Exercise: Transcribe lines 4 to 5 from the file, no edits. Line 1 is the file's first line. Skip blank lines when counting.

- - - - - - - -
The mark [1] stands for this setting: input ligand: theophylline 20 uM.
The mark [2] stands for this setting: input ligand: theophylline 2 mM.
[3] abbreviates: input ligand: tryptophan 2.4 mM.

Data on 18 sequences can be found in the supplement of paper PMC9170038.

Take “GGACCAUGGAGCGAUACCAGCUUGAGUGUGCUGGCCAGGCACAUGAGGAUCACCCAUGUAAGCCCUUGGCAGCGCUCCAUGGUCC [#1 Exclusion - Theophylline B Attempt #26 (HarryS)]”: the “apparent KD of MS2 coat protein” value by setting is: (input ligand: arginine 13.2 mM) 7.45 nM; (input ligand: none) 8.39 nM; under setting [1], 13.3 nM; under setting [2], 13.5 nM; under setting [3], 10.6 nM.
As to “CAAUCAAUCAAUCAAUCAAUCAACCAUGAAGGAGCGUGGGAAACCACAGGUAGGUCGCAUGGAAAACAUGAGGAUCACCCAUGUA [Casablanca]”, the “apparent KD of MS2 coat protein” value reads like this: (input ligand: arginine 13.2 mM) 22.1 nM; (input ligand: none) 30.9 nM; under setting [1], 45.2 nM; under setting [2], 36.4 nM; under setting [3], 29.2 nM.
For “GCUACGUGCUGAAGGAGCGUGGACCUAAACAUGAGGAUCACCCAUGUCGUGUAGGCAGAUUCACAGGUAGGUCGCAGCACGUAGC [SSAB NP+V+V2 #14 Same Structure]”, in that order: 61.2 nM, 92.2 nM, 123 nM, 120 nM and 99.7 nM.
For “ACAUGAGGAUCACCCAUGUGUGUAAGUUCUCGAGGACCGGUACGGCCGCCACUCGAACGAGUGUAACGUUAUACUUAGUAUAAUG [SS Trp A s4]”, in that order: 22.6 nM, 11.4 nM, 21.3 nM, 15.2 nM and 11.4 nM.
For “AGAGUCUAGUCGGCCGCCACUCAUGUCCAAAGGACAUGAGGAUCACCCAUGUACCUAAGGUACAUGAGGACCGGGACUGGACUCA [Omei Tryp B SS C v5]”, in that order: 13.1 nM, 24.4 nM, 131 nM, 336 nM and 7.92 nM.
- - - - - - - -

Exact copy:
Data on 18 sequences can be found in the supplement of paper PMC9170038.

Take “GGACCAUGGAGCGAUACCAGCUUGAGUGUGCUGGCCAGGCACAUGAGGAUCACCCAUGUAAGCCCUUGGCAGCGCUCCAUGGUCC [#1 Exclusion - Theophylline B Attempt #26 (HarryS)]”: the “apparent KD of MS2 coat protein” value by setting is: (input ligand: arginine 13.2 mM) 7.45 nM; (input ligand: none) 8.39 nM; under setting [1], 13.3 nM; under setting [2], 13.5 nM; under setting [3], 10.6 nM.